It was only in June that then Home Secretary Sajid Javid apologised for the impact that his department’s “hostile environment” policies had on the Windrush generation, many of whom lost their homes and jobs or were even deported from the UK. His promised review of the policy is incomplete, however, and is one of the tasks facing new minister Priti Patel. She supported the tough immigration measures that were brought in originally by Theresa May, but can she now learn the lessons from the Windrush scandal and make the department’s policies less hostile?
In many ways housing is the most urgent issue. Obliging private landlords to check the passport of anyone applying for a letting (the “right to rent”) is a key element of the hostile environment, but it was dealt a major blow in a court judgment sought by the Joint Council for the Welfare of Immigrants, who argued that the scheme discriminates against people according to their nationality. Mr Justice Martin Spencer’s judgment on 1st March was excoriating, saying the scheme “not merely risks causing illegal discrimination, but is certain to do so”. If the judgment is upheld on appeal, the Home Office will have to find a way to make the scheme compatible with human rights law. In the meantime, it can’t be extended to the rest of the UK as the Home Office planned.
It took over five years to win an argument that was championed from the start by the Chartered Institute of Housing. Back in July 2013 the housing minister wrote to CIH’s chief executive setting out plans to deter “illegal” immigrants by obliging landlords to make document checks. CIH immediately said that such a change would affect people living legally in the UK, because landlords would very likely play safe by rejecting anyone who couldn’t produce a UK passport. Along with JCWI, we repeated our arguments in the run up to the pilot scheme that took place in the West Midlands, and were assured in October 2014 that discrimination was “the most fundamental question” to be addressed.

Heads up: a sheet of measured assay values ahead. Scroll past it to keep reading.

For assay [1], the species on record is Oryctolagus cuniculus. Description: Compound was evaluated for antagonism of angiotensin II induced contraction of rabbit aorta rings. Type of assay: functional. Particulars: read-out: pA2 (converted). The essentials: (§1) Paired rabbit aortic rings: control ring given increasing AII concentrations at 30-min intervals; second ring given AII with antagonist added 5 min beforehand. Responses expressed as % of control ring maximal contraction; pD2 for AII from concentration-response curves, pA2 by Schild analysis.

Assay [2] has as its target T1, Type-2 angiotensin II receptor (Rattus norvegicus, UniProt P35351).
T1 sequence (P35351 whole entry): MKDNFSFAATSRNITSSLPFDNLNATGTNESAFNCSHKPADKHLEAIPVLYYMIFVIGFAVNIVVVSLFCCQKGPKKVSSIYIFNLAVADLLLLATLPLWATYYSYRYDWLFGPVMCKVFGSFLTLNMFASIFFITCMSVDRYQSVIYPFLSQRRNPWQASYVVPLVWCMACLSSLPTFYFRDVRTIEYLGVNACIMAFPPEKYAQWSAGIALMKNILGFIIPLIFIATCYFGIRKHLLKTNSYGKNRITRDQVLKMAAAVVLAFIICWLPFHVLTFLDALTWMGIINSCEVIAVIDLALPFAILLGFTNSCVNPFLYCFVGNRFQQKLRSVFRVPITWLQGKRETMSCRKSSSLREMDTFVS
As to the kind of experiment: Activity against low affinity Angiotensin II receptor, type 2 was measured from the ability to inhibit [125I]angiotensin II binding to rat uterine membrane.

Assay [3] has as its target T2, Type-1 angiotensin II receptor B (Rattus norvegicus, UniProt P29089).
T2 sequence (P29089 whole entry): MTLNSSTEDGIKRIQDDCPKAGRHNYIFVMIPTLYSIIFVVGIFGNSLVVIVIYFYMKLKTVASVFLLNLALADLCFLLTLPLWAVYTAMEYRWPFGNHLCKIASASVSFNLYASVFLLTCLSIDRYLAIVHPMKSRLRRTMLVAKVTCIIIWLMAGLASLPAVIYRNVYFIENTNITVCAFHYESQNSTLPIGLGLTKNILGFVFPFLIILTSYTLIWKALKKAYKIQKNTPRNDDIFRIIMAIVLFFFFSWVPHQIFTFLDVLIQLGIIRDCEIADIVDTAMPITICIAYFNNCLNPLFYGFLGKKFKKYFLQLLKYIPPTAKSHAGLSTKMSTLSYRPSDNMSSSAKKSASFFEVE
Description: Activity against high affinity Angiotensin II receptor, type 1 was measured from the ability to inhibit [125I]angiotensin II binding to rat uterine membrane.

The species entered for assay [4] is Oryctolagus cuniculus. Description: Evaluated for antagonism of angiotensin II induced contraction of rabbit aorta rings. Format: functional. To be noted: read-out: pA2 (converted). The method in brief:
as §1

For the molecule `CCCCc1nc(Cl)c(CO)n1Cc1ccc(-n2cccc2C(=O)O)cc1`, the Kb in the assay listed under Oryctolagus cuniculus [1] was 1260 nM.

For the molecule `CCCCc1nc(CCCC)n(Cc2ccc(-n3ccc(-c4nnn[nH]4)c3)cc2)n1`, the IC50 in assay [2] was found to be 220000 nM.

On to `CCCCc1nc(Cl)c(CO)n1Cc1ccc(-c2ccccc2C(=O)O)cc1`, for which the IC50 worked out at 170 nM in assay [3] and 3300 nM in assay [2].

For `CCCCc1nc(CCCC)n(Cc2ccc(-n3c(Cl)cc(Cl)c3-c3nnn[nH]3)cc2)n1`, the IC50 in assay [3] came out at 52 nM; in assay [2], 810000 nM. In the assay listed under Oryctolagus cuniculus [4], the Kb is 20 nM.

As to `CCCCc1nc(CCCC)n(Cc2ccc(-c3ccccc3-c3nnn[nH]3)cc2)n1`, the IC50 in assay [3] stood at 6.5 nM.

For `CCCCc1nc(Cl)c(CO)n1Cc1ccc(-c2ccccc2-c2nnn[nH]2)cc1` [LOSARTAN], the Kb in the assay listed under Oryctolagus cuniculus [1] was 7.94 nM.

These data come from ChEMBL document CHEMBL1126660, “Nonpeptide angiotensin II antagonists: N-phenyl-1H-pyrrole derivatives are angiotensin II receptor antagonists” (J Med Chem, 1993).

Despite this, the scheme was rolled out across England in February 2016. CIH again warned that, with something like 2.6 million people to be checked each year, “landlords may simply discriminate against anyone they believe isn’t British, even if they have a legal right to live in the UK”. CIH pointed out that a scheme costing £4.7 million a year had led to only 31 “illegal” migrants being removed from the country. Then last year the Chief Inspector of Borders and Immigration reported that right to rent “had yet to demonstrate its worth,” confirming CIH’s point that its discriminatory effects weren’t being monitored.
The latest JCWI research found 51% of landlords are less likely to rent to non-British tenants and 48% are less likely rent to those without a British passport. A Residential Landlords Association survey also found that half of landlords are reluctant to let to working migrants and some will not even rent to European nationals. Given the complexity of rules relating to EU nationals after Brexit, such discrimination looks certain to get worse. Last month, the RLA, together with the JCWI and “the3million”, which represents EU citizens in the UK, called on Boris Johnson to scrap the right to rent if he became Prime Minister.
The Home Office is being allowed to appeal against the High Court judgment, and this time will face evidence from landlords of the problems that their own sector is experiencing and which are leading many of them to discriminate, as well as further evidence on behalf of migrants and black and ethnic minority groups. But instead of pursuing the appeal, why doesn’t the Home Office abandon a costly measure which has had little impact on illegal immigration and whose bad effects were highlighted in the Windrush scandal? Priti Patel’s predecessor, Sajid Javid, could only issue an apology for its effects. Will Mrs Patel, also from a second-generation immigrant family, now say enough is enough?